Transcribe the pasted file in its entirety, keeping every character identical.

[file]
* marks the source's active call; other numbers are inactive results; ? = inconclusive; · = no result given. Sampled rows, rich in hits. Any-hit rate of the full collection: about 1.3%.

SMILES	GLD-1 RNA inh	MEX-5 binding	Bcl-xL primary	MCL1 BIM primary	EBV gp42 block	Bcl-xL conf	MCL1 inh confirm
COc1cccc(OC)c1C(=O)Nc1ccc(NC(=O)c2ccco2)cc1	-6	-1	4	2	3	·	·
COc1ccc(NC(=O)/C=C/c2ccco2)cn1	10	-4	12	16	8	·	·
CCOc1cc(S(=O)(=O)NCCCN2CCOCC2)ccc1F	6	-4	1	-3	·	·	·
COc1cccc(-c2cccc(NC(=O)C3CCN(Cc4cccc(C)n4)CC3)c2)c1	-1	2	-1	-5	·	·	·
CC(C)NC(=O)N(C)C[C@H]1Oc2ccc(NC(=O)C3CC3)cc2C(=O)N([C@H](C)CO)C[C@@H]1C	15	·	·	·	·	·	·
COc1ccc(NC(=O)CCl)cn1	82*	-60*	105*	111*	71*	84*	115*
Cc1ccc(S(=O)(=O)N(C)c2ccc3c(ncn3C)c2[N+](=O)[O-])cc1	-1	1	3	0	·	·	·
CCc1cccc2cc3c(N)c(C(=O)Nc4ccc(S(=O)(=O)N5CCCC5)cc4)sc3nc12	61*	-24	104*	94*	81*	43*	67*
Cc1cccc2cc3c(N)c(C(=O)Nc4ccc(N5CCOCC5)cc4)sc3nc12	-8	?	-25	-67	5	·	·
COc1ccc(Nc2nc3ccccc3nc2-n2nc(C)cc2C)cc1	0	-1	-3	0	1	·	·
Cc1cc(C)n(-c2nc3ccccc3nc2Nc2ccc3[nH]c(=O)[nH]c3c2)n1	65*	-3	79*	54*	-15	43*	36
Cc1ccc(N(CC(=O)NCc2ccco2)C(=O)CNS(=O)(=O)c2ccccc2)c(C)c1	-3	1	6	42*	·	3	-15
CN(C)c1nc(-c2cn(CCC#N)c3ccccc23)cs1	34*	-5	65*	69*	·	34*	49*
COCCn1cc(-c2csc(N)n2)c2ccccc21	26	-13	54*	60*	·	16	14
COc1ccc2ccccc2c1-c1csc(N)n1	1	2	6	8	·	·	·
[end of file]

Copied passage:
* marks the source's active call; other numbers are inactive results; ? = inconclusive; · = no result given. Sampled rows, rich in hits. Any-hit rate of the full collection: about 1.3%.

SMILES	GLD-1 RNA inh	MEX-5 binding	Bcl-xL primary	MCL1 BIM primary	EBV gp42 block	Bcl-xL conf	MCL1 inh confirm
COc1cccc(OC)c1C(=O)Nc1ccc(NC(=O)c2ccco2)cc1	-6	-1	4	2	3	·	·
COc1ccc(NC(=O)/C=C/c2ccco2)cn1	10	-4	12	16	8	·	·
CCOc1cc(S(=O)(=O)NCCCN2CCOCC2)ccc1F	6	-4	1	-3	·	·	·
COc1cccc(-c2cccc(NC(=O)C3CCN(Cc4cccc(C)n4)CC3)c2)c1	-1	2	-1	-5	·	·	·
CC(C)NC(=O)N(C)C[C@H]1Oc2ccc(NC(=O)C3CC3)cc2C(=O)N([C@H](C)CO)C[C@@H]1C	15	·	·	·	·	·	·
COc1ccc(NC(=O)CCl)cn1	82*	-60*	105*	111*	71*	84*	115*
Cc1ccc(S(=O)(=O)N(C)c2ccc3c(ncn3C)c2[N+](=O)[O-])cc1	-1	1	3	0	·	·	·
CCc1cccc2cc3c(N)c(C(=O)Nc4ccc(S(=O)(=O)N5CCCC5)cc4)sc3nc12	61*	-24	104*	94*	81*	43*	67*
Cc1cccc2cc3c(N)c(C(=O)Nc4ccc(N5CCOCC5)cc4)sc3nc12	-8	?	-25	-67	5	·	·
COc1ccc(Nc2nc3ccccc3nc2-n2nc(C)cc2C)cc1	0	-1	-3	0	1	·	·
Cc1cc(C)n(-c2nc3ccccc3nc2Nc2ccc3[nH]c(=O)[nH]c3c2)n1	65*	-3	79*	54*	-15	43*	36
Cc1ccc(N(CC(=O)NCc2ccco2)C(=O)CNS(=O)(=O)c2ccccc2)c(C)c1	-3	1	6	42*	·	3	-15
CN(C)c1nc(-c2cn(CCC#N)c3ccccc23)cs1	34*	-5	65*	69*	·	34*	49*
COCCn1cc(-c2csc(N)n2)c2ccccc21	26	-13	54*	60*	·	16	14
COc1ccc2ccccc2c1-c1csc(N)n1	1	2	6	8	·	·	·